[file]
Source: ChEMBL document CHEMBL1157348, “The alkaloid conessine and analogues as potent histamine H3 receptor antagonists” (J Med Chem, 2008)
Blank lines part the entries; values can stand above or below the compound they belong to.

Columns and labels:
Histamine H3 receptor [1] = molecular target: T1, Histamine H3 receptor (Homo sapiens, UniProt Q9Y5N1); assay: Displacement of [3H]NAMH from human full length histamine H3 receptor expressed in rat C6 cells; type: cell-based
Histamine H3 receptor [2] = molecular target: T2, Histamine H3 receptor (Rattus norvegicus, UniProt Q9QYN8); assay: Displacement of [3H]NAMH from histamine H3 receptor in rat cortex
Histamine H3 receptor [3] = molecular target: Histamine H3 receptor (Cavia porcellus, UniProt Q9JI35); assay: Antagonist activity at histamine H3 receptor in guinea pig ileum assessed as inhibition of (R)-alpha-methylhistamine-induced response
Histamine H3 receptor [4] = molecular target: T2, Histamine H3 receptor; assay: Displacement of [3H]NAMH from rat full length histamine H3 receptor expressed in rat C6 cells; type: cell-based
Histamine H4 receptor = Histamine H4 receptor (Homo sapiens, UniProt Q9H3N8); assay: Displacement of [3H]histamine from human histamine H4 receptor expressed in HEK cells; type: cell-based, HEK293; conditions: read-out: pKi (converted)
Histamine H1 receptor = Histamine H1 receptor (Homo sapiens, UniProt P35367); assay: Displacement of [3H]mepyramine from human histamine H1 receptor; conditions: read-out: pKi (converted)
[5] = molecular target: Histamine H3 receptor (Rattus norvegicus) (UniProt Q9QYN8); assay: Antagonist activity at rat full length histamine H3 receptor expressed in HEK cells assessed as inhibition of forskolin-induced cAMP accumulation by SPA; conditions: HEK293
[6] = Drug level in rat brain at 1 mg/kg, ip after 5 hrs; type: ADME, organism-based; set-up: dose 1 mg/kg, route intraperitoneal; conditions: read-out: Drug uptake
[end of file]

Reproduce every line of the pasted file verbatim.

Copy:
Source: ChEMBL document CHEMBL1157348, “The alkaloid conessine and analogues as potent histamine H3 receptor antagonists” (J Med Chem, 2008)
Blank lines part the entries; values can stand above or below the compound they belong to.

Columns and labels:
Histamine H3 receptor [1] = molecular target: T1, Histamine H3 receptor (Homo sapiens, UniProt Q9Y5N1); assay: Displacement of [3H]NAMH from human full length histamine H3 receptor expressed in rat C6 cells; type: cell-based
Histamine H3 receptor [2] = molecular target: T2, Histamine H3 receptor (Rattus norvegicus, UniProt Q9QYN8); assay: Displacement of [3H]NAMH from histamine H3 receptor in rat cortex
Histamine H3 receptor [3] = molecular target: Histamine H3 receptor (Cavia porcellus, UniProt Q9JI35); assay: Antagonist activity at histamine H3 receptor in guinea pig ileum assessed as inhibition of (R)-alpha-methylhistamine-induced response
Histamine H3 receptor [4] = molecular target: T2, Histamine H3 receptor; assay: Displacement of [3H]NAMH from rat full length histamine H3 receptor expressed in rat C6 cells; type: cell-based
Histamine H4 receptor = Histamine H4 receptor (Homo sapiens, UniProt Q9H3N8); assay: Displacement of [3H]histamine from human histamine H4 receptor expressed in HEK cells; type: cell-based, HEK293; conditions: read-out: pKi (converted)
Histamine H1 receptor = Histamine H1 receptor (Homo sapiens, UniProt P35367); assay: Displacement of [3H]mepyramine from human histamine H1 receptor; conditions: read-out: pKi (converted)
[5] = molecular target: Histamine H3 receptor (Rattus norvegicus) (UniProt Q9QYN8); assay: Antagonist activity at rat full length histamine H3 receptor expressed in HEK cells assessed as inhibition of forskolin-induced cAMP accumulation by SPA; conditions: HEK293
[6] = Drug level in rat brain at 1 mg/kg, ip after 5 hrs; type: ADME, organism-based; set-up: dose 1 mg/kg, route intraperitoneal; conditions: read-out: Drug uptake